Mercury comes with a whole lot of nasty side effects if you get too much as an adult, a mom-to-be, or a child. Since you can’t detect it on your own by smell or taste, it’s important to educate yourself on the types of fish it’s safest to eat and the ones you should avoid at all costs.

Mercury is a neurotoxin. The NRDC lists memory loss, blood pressure regulation, numbness in the toes and fingers, heart disease, vision loss, and tremors as effects mercury can have on adults. For pregnant women, the exposure could cause mental retardation, cerebral palsy, deafness, or blindness in the child. A study found lowered IQ levels and issues with language, attention, memory, motor skills, and visuospatial functioning in children whose mothers ate fish high in mercury during pregnancy. There are safer ways to get omega-3s and protein for moms-to-be (and everyone else, too!), and they don’t even involve supplements!

In children, there can be all kinds of delays in their development when exposure to mercury occurs.  They may not walk or talk as early as they should, and their learning abilities could be impaired when exposed to even small amounts. Because children’s brains develop so quickly and their bodies are growing and learning so much in the first six years of life, they are especially susceptible to the effects of mercury.

It’s Not Just Mercury. There’s Other Nasty Stuff in Fish, Too.

A lot of what we hear in regard to the dangers of fish revolves around the presence of mercury in their fat and flesh. However, there are also PCBs (polychlorinated biphenyls) and viruses to think about. PCBs are chemicals that were released into the air, water, and soil by industries from the 1920s until they were banned in 1979. Though they can be broken down in the environment (especially in sunlight, though it still isn’t easy) and they haven’t been used in decades, they’re still around and able to cause problems because they’re still hanging around in the fish we eat. The big fish eat the little fish that have PCBs in them, then the even bigger fish eat those, and the PCBs just accumulate over time, working their way up the food chain.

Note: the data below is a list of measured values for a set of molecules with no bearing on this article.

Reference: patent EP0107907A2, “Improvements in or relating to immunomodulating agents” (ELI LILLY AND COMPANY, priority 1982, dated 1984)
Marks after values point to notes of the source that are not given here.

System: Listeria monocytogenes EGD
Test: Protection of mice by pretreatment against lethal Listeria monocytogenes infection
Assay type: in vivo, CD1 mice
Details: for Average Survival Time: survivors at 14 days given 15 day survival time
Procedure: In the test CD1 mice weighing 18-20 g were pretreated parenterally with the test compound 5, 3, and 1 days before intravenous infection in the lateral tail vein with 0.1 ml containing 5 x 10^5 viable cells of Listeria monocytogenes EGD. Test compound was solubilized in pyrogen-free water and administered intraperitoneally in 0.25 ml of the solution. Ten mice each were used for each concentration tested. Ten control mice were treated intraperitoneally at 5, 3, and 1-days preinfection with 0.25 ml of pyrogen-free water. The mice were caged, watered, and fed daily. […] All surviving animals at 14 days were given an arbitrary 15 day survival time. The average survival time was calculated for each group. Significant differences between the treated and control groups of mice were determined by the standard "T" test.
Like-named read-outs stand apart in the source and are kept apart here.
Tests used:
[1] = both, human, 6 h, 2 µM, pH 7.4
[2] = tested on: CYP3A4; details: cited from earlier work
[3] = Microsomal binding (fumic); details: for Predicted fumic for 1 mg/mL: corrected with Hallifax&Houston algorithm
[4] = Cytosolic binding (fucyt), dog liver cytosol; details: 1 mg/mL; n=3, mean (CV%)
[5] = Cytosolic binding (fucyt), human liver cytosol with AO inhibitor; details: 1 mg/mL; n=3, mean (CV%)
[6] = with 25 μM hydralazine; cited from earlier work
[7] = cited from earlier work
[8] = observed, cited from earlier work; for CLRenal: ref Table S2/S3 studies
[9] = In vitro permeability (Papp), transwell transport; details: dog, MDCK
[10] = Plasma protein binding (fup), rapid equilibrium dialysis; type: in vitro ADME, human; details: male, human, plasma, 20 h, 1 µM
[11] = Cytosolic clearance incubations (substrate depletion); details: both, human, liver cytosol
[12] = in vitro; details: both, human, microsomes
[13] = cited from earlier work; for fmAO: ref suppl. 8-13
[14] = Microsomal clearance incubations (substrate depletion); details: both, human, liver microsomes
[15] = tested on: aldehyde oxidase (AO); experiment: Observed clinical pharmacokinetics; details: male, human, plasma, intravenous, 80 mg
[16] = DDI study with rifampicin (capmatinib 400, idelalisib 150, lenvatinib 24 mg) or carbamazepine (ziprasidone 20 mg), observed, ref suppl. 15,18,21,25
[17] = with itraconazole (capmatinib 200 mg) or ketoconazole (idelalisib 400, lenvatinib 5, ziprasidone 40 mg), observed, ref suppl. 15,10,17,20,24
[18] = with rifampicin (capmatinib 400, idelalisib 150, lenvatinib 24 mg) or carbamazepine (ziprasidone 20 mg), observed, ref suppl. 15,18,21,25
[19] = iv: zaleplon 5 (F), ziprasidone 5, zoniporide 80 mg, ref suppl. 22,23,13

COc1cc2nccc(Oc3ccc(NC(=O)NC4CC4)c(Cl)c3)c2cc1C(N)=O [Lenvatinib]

In adults, exposure to PCBs has been linked to memory problems, sexual and fertility issues, and cancer. If a child has too much exposure (inside the womb or later), his IQ and memory can suffer.

A study involving people from the Great Lakes basin area, where fish consumption is higher than average, found that those men and women had heightened risks of cancer, immune and endocrine system troubles, non-Hodgkin’s lymphoma, diabetes, and liver disease after the reproductive years (the study did not find conclusive evidence that PCBs caused reproductive issues, but said that reproductive function “might” be disrupted and would require further study).

The Office of Environmental Health Hazard Assessment of California offers a few tips for making fish safer to eat (though you’re still not going to be able to remove all the toxins), like:

  • Trim the fat.
  • Remove the skin.
  • Clean and gut the fish before cooking it.
  • Don’t eat the liver of the fish or the soft green parts of crabs and lobsters.

(See more tips from me, below).

As with the mercury, the bigger, fattier fish are the ones to watch out for when you’re worried about PCBs. The Environmental Defense Fund has a chart that shows how often it’s safe to eat certain types of fish for men, women, older children, and younger children, and states whether the concern is mercury, PCBs, or both.

Viruses and Government Cover-Ups